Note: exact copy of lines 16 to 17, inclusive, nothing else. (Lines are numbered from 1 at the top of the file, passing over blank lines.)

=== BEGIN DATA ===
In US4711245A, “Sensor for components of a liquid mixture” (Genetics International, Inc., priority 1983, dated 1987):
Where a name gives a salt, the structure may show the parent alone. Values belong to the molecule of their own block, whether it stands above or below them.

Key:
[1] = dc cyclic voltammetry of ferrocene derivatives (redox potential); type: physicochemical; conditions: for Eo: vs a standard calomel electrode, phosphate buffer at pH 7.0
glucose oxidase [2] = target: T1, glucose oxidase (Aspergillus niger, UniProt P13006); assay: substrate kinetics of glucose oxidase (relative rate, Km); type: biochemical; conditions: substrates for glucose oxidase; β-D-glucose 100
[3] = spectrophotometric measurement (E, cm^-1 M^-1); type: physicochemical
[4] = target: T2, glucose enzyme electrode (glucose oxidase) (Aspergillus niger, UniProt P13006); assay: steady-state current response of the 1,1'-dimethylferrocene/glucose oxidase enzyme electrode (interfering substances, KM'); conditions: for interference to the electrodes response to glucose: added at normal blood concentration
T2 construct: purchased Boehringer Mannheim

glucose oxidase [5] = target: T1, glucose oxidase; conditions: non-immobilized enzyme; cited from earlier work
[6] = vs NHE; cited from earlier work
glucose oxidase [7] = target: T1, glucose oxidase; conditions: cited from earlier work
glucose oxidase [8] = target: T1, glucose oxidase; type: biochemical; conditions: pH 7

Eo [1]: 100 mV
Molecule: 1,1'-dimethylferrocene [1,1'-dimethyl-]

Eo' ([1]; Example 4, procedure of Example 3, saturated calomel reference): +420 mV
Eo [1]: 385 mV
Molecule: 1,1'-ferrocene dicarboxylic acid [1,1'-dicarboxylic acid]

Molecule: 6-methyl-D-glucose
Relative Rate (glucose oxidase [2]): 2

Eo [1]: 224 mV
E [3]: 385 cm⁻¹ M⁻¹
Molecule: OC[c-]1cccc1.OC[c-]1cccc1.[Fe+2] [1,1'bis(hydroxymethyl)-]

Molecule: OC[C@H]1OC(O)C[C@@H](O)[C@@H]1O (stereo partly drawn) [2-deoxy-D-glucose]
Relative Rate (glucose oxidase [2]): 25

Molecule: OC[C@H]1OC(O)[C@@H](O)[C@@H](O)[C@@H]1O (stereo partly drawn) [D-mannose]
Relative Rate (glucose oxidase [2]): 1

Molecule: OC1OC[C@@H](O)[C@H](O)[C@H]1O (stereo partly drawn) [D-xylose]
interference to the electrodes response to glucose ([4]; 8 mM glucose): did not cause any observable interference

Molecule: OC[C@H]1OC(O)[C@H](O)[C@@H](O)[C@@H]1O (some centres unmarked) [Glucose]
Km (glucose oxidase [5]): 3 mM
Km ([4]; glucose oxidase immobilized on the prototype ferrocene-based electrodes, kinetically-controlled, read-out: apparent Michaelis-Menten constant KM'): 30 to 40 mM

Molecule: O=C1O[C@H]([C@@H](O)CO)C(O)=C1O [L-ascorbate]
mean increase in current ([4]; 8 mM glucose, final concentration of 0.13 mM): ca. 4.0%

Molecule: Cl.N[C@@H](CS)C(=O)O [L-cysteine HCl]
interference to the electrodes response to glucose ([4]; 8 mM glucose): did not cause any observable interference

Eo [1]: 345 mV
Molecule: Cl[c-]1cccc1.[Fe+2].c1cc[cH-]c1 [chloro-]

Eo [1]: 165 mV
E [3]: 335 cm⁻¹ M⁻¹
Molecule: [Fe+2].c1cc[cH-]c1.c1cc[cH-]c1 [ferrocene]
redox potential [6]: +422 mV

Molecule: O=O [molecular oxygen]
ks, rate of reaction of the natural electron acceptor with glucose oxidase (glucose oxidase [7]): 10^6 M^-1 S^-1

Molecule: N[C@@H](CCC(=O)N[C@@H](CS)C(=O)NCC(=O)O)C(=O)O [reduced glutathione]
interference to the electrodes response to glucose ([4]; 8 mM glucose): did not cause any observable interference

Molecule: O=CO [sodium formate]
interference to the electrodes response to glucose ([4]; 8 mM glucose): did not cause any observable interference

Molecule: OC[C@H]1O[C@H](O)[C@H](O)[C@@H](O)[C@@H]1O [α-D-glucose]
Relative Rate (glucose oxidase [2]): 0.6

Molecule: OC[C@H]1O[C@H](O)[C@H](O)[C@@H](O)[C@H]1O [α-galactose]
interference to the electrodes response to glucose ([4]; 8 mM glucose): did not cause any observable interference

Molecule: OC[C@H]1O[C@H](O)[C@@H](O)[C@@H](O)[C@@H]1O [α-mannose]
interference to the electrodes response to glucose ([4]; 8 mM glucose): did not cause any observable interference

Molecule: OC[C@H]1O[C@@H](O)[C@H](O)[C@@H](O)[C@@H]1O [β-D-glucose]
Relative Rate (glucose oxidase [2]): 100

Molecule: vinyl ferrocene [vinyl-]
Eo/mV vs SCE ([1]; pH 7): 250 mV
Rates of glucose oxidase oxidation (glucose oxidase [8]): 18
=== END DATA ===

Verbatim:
Eo [1]: 385 mV
Molecule: 1,1'-ferrocene dicarboxylic acid [1,1'-dicarboxylic acid]